According to the latest analysis by IEEFA, the key factors behind the new record low tariff for solar projects at ₹2/kWh at Solar Energy Corporation of India (SECI) auction of November 23, 2020, include access to low-cost financing at 7-7.5% for government entities like NTPC and for international developers able to arbitrage multi-decade, record-low OECD interest rates (even adjusting for a significant combined currency and country risk premium for India). And the expectation that mono PERC module prices will fall 10-15% to reach USc19-20/Wp (watt peak) by 2022 (excluding duties and taxes).

The Institute of Energy Economics and Financial Analysis (IEEFA) added that the power purchase assurance between the intermediary procurer SECI and the buying entity provides confidence to developers and minimises the off-taker risk. Power procured by SECI has been provisioned to be sold to Rajasthan Urja Vikas Nigam Limited (RUVNL). Another contributing factor may be that modules for this specific tender will be exempt from safeguard duty (SGD) and basic Custom duties (BCD), IEEFA said.

Telangana to pay ₹58.3 million in GST & VAT refunds to two solar firms 

The government of Telangana will pay nearly $789,059 to two solar project developers as refunds under State Goods and Services Taxes (SGST) and Value Added Taxes (VAT). Telangana approved around $352,847 payable to Pratamesh Solarfarms Limited, a subsidiary of ReNew Power and $436,212 to SE Solar Limited, a subsidiary of Suzlon Energy. Both companies are based at Wanaparthy in the district of Mahabubnagar, Telangana.

The companies had claimed SGST and VAT refunds as per the Solar Power Policy, 2015, for setting up solar power projects in the state. In April, the Central Electricity Regulatory Commission (CERC) said the introduction of GST fell within the scope of the “Change in Law” clause for power-purchase agreements. It stated that any additional costs borne by solar developers due to the imposition of GST were to be reimbursed.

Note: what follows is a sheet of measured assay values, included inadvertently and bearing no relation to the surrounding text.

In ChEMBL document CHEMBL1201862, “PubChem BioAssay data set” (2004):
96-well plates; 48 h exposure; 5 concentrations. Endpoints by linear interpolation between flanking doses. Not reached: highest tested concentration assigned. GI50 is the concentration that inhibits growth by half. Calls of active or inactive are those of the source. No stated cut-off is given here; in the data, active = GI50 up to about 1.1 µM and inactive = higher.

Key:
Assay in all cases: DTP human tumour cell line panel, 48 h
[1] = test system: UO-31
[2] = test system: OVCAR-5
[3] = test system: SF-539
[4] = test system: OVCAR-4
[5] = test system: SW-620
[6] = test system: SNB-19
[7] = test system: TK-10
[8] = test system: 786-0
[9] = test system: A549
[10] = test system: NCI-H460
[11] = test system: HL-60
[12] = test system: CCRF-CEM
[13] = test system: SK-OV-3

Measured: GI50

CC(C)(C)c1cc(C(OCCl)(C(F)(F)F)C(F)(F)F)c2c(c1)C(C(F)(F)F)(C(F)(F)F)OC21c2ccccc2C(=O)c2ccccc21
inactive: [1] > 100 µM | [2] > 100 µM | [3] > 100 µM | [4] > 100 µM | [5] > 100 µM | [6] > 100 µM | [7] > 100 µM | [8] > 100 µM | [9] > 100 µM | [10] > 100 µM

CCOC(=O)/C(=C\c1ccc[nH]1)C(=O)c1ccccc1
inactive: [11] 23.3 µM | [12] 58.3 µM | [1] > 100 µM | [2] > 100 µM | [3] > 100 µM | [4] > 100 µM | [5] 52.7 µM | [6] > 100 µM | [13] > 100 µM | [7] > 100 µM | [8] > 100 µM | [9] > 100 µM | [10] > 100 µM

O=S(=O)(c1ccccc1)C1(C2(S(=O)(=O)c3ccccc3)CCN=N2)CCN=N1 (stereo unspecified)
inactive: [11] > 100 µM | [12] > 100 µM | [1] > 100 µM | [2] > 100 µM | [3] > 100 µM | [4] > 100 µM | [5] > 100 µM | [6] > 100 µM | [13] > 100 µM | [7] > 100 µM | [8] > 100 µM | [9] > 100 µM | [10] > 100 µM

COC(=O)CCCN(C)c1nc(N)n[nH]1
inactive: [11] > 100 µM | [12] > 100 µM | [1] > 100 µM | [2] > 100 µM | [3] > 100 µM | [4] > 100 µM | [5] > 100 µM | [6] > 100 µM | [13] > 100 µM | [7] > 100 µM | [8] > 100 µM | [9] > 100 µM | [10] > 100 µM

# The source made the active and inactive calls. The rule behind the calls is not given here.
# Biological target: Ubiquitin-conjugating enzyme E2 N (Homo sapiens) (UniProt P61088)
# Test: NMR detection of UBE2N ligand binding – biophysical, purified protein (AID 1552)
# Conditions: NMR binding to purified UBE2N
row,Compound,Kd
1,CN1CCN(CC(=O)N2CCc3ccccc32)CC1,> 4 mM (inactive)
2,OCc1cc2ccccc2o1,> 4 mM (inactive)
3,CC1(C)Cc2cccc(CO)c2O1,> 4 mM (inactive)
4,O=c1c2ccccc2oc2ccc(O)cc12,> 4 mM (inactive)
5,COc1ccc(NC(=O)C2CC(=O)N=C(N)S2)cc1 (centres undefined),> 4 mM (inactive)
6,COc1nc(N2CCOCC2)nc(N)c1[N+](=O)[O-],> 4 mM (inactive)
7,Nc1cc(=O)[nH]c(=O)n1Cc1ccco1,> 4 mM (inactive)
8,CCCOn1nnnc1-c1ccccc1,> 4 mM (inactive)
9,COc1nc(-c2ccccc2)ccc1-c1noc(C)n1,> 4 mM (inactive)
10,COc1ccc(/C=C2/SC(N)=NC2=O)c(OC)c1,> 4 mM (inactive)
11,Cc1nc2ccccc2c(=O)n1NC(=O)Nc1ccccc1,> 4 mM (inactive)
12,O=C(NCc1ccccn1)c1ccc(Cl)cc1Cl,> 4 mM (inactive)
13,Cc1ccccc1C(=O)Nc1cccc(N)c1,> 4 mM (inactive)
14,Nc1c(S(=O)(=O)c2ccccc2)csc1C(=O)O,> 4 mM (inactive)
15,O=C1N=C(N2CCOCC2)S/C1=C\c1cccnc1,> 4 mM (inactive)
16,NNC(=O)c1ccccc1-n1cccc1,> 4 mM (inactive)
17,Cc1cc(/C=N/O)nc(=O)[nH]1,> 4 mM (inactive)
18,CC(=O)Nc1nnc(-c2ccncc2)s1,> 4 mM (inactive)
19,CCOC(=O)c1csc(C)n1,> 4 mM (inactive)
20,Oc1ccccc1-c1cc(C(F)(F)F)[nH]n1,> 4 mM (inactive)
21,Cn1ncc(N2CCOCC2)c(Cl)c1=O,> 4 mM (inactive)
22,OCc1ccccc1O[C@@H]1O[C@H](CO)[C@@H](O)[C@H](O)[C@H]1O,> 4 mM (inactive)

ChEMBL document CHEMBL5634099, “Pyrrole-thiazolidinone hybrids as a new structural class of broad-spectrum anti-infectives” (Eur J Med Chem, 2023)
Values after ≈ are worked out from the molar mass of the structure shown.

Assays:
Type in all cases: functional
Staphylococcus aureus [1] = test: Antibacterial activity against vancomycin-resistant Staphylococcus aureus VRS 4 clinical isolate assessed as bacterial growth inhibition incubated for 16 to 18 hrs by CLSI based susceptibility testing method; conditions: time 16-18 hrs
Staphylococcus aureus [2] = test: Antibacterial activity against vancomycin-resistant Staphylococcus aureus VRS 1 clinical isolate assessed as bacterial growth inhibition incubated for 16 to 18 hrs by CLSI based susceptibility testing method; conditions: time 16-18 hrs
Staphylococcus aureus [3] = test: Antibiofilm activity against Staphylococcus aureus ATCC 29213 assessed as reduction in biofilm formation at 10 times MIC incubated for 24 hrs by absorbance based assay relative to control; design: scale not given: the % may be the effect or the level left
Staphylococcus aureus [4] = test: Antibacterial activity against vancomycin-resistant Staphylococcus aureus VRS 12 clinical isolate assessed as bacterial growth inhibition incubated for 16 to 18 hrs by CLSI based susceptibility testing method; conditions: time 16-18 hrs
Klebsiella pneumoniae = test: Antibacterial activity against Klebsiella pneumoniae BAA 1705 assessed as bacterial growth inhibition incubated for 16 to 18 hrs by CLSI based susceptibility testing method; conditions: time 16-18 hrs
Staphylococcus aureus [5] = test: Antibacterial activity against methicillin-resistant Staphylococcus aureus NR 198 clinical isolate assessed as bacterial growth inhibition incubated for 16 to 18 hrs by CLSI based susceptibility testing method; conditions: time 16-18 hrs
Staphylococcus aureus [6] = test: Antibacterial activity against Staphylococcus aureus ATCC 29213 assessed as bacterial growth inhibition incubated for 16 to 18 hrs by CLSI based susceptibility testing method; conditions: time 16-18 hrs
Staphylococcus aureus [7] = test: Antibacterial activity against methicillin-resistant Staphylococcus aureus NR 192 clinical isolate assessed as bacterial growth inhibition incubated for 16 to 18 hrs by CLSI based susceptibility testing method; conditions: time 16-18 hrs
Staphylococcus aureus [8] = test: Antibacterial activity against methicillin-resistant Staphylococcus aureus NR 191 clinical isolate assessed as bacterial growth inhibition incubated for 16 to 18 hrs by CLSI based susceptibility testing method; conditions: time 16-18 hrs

India and Sweden to fund joint research in smart grids sector

India and Sweden will jointly develop new technologies in the smart grids sector. The countries have called for proposals from Indian and Swedish companies. The selected projects shall be co-funded by India’s Department of Science & Technology and the Swedish Energy Agency for two years. The consortium of companies could also include research organisations such as universities and research institutes. The DST will provide total funding of up to Rs18 crore to support Indian partners, while the Swedish side will give a maximum of 25 million Swedish Krona for the Swedish project partners. Projects can start January 1, 2022, and must end by December 31, 2023.

India’s Department of Science & Technology and the Swedish Energy Agency have launched a collaborative funding programme for Indian and Swedish companies that aim to jointly develop new technologies, services and processes in the area of smart grids.